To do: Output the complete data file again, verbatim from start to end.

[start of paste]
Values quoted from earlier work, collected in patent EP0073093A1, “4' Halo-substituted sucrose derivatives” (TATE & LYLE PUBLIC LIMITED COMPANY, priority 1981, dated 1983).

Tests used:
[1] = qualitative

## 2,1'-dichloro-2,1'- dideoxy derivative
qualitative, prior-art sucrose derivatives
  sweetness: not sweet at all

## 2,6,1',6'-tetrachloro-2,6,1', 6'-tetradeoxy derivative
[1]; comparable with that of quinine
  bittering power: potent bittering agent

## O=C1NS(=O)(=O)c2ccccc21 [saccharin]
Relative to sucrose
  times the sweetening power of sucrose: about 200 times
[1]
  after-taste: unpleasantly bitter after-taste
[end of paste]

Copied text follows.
Values quoted from earlier work, collected in patent EP0073093A1, “4' Halo-substituted sucrose derivatives” (TATE & LYLE PUBLIC LIMITED COMPANY, priority 1981, dated 1983).

Tests used:
[1] = qualitative

## 2,1'-dichloro-2,1'- dideoxy derivative
qualitative, prior-art sucrose derivatives
  sweetness: not sweet at all

## 2,6,1',6'-tetrachloro-2,6,1', 6'-tetradeoxy derivative
[1]; comparable with that of quinine
  bittering power: potent bittering agent

## O=C1NS(=O)(=O)c2ccccc21 [saccharin]
Relative to sucrose
  times the sweetening power of sucrose: about 200 times
[1]
  after-taste: unpleasantly bitter after-taste